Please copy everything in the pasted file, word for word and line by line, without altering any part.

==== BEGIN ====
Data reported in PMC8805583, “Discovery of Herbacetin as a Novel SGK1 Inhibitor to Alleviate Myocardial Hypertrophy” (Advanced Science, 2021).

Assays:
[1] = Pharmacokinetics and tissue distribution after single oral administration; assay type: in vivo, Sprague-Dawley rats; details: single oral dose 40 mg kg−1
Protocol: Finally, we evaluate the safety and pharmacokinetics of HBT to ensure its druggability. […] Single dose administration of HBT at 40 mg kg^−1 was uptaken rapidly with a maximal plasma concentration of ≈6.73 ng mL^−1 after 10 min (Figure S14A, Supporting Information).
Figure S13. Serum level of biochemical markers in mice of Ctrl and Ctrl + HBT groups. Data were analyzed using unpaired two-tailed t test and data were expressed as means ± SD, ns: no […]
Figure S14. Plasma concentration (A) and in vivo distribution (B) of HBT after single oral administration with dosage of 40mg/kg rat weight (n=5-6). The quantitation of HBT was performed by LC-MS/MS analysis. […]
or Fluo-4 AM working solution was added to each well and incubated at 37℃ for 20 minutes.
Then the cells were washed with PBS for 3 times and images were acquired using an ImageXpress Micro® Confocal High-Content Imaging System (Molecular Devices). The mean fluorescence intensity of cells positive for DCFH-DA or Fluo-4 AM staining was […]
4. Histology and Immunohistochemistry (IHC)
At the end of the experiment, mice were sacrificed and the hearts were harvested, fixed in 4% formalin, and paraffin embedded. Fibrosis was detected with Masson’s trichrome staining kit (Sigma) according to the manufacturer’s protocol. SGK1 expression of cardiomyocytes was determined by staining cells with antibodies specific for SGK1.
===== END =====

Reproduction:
Data reported in PMC8805583, “Discovery of Herbacetin as a Novel SGK1 Inhibitor to Alleviate Myocardial Hypertrophy” (Advanced Science, 2021).

Assays:
[1] = Pharmacokinetics and tissue distribution after single oral administration; assay type: in vivo, Sprague-Dawley rats; details: single oral dose 40 mg kg−1
Protocol: Finally, we evaluate the safety and pharmacokinetics of HBT to ensure its druggability. […] Single dose administration of HBT at 40 mg kg^−1 was uptaken rapidly with a maximal plasma concentration of ≈6.73 ng mL^−1 after 10 min (Figure S14A, Supporting Information).
Figure S13. Serum level of biochemical markers in mice of Ctrl and Ctrl + HBT groups. Data were analyzed using unpaired two-tailed t test and data were expressed as means ± SD, ns: no […]
Figure S14. Plasma concentration (A) and in vivo distribution (B) of HBT after single oral administration with dosage of 40mg/kg rat weight (n=5-6). The quantitation of HBT was performed by LC-MS/MS analysis. […]
or Fluo-4 AM working solution was added to each well and incubated at 37℃ for 20 minutes.
Then the cells were washed with PBS for 3 times and images were acquired using an ImageXpress Micro® Confocal High-Content Imaging System (Molecular Devices). The mean fluorescence intensity of cells positive for DCFH-DA or Fluo-4 AM staining was […]
4. Histology and Immunohistochemistry (IHC)
At the end of the experiment, mice were sacrificed and the hearts were harvested, fixed in 4% formalin, and paraffin embedded. Fibrosis was detected with Masson’s trichrome staining kit (Sigma) according to the manufacturer’s protocol. SGK1 expression of cardiomyocytes was determined by staining cells with antibodies specific for SGK1.